Are we to expect a sharp reaction from these Arab countries, for example, Egypt and Jordan cutting off diplomatic relations with Israel, even temporarily, or taking any other more meaningful steps as retaliation for Israeli annexation — I wouldn’t say it’s not in the cards, it could happen, and it does depend on multiple factors which are difficult to predict right now, for example, what kind of real reaction we will see from the Palestinian side, what the plan will entail, whether these Arab countries can be for the plan or they will be against the plan and so on and so forth. But again, if you want the bottom line, I obviously think that we will see condemnation from the Arab countries, but I doubt that we will see any serious retaliatory steps from any of them.

    READ MORE: Israel, Gaza Ceasefire Reached Starting Monday Morning – Reports

    Sputnik: If we speak a little bit about Hamas and Islamic Jihad, what could their further steps be and what’s the attitude towards these groups in Palestinian society?

    Eran Etzion: The Palestinian people, by and large, are not happy with either political party; they are not happy with Fatah, they are not happy with the PLO as an organisation, they are not happy with Hamas in Gaza, certainly. According to multiple public opinion polls, if they were able to conduct elections, no party would fare well right now, because all of them have failed the Palestinian people. So, I don’t think there is any political party, or even a politician, right now that enjoys real popularity amongst the Palestinians because they have all failed; the political negotiations as a strategy have failed, the armed resistance, the jihad has also failed.

    So, it’s not a coincidence that the mood overall, both in Gaza and in the West Bank, right now, is pretty grim. This Ramadan, some are already calling it the black Ramadan because the mood is really grim and people see no hope; there’re some new statistics coming out of Gaza in terms of the number of people that are actually fleeing Gaza and also, a little bit like they’re doing from Libya and other Arab countries, trying desperately to cross into Europe, this is a relatively new phenomenon that we are seeing in Gaza as well. So, there is no political faction right now that the Palestinian people can look up to and say: “these guys, if only they would be in power, our situation would be better”.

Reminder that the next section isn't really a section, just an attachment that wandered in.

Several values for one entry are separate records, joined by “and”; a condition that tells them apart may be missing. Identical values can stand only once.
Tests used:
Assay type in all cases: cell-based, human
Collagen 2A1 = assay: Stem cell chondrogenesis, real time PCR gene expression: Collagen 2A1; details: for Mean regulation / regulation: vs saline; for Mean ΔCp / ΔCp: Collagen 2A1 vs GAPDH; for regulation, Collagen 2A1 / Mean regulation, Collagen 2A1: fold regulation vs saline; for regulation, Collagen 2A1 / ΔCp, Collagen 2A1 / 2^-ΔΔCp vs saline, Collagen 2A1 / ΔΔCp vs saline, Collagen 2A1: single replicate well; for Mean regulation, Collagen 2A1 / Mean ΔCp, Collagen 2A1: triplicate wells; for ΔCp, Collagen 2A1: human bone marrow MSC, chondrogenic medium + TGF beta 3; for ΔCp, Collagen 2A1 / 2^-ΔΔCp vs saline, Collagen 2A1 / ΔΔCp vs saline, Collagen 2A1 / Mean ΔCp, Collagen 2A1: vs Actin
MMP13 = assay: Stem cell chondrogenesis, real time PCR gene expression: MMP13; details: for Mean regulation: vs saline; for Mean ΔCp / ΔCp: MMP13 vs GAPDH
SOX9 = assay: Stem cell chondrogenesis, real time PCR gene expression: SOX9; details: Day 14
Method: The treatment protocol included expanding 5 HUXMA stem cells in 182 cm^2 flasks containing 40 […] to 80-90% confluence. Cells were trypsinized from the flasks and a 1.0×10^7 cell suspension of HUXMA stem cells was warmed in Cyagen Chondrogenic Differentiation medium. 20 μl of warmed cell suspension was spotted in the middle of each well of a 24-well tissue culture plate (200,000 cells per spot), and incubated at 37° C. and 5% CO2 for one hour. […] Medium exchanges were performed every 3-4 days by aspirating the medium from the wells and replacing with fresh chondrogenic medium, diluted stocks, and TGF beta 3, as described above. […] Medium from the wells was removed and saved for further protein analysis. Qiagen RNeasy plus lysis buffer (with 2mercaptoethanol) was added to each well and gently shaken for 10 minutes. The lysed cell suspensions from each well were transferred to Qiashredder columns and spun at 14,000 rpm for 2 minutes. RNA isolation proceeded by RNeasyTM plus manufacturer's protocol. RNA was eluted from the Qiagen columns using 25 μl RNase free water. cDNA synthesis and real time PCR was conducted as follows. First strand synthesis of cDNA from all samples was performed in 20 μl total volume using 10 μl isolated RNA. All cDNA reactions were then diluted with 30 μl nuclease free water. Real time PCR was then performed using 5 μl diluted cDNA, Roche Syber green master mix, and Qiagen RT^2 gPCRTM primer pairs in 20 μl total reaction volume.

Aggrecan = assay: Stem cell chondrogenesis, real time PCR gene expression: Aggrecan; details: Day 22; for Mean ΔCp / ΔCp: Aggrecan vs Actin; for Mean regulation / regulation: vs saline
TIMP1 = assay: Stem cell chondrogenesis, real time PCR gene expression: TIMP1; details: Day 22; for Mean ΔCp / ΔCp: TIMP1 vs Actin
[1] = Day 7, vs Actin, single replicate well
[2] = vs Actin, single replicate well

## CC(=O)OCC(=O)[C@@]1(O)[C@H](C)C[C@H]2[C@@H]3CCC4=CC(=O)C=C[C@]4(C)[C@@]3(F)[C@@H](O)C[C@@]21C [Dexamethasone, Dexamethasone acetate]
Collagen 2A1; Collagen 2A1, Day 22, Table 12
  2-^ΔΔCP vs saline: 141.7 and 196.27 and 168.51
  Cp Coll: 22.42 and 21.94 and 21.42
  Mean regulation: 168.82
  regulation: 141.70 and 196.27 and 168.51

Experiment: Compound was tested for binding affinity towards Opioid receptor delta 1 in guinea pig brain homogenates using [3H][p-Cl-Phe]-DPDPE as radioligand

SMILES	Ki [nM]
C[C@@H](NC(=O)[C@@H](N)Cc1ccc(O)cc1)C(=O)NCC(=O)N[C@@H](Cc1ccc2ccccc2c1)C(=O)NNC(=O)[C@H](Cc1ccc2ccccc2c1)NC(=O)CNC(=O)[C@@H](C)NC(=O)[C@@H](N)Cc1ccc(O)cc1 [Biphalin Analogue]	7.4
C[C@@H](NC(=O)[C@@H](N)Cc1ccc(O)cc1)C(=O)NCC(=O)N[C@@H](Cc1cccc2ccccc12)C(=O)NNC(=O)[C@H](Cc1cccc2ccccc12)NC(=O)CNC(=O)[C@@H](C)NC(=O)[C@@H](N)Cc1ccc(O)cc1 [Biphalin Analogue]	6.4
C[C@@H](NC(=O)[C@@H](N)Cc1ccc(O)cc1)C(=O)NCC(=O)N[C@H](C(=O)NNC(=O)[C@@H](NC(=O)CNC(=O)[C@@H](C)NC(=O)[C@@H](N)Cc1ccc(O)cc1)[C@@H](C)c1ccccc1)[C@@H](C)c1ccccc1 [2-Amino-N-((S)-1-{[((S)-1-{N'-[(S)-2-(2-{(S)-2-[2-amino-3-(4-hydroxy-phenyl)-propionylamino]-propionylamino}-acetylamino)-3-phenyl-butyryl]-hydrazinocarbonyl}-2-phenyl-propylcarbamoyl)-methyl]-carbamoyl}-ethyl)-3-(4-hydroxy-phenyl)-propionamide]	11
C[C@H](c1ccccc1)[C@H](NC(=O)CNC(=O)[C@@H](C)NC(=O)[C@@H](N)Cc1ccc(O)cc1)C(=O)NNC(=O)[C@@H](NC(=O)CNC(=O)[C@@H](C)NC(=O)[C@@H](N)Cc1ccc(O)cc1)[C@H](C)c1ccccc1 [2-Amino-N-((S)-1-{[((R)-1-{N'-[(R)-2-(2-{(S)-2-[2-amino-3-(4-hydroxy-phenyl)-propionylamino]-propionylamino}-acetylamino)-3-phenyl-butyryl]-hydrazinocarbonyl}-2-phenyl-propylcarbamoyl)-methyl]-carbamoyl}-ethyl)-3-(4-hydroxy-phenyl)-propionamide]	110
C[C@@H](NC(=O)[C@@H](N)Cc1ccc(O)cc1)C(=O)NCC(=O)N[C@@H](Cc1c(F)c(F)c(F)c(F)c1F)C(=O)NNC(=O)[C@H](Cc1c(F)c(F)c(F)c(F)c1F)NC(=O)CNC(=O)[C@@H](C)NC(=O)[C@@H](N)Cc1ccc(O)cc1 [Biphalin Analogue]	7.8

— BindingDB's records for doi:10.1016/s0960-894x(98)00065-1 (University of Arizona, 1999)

Sputnik: Do you think this escalation can somehow improve Hamas’ position in the Palestinian inner power struggle? Can we say that this escalation’s timing is not accidental?

    Eran Etzion: You’re absolutely right that it’s not accidental. It has to do with Hamas’ assessments, some of which I’ve just outlined, of the mood of the population and the economic and humanitarian situation in Gaza, which is pretty dire. They were building on certain steps that, among others, Israel, Qatar, and Egypt were supposed to take as a result of understandings that were reached a few months ago that called for the entrance of much more building material and the extension of the maritime boundaries of Gaza to allow for fishermen to do their job more freely and bring in more fishery and so on.

    According to Hamas, Jihad and others, these understandings were not fulfilled in a satisfactory way by Israel, Qatar, and possibly Egypt as well. This is both the official reason and probably the real reason why Hamas opened fire this time. We always see this dynamic of escalation where one party starts and then the other party reacts, and then the reaction triggers further reaction, and so on and so forth. At some point Islamic Jihad joined in for its own reasons, which may very well be tied to the Iranian interests; and we are once again in this well-known dynamic. So, to answer your question, to what extent this contributes to Hamas’ political situation internally, I don’t think frankly that it does; Hamas is not in good standing vis-à-vis the population, there were actually some early signs of revolt in Gaza just a few months ago, Hamas opened live fire on civilian protesters in Gaza and killed a number of them. So, they are, I don’t want to say desperate, but they are in a grave situation, and this is the main reason why we are now witnessing this violent exchange.

    The views and opinions expressed in this article are solely those of the speaker and do not necessarily reflect Sputnik's position.

    The views and opinions expressed in the article do not necessarily reflect those of Sputnik.

    Tags:
    Israel Defence Forces (IDF), United States, Palestinian Authority, Gaza Strip, Israel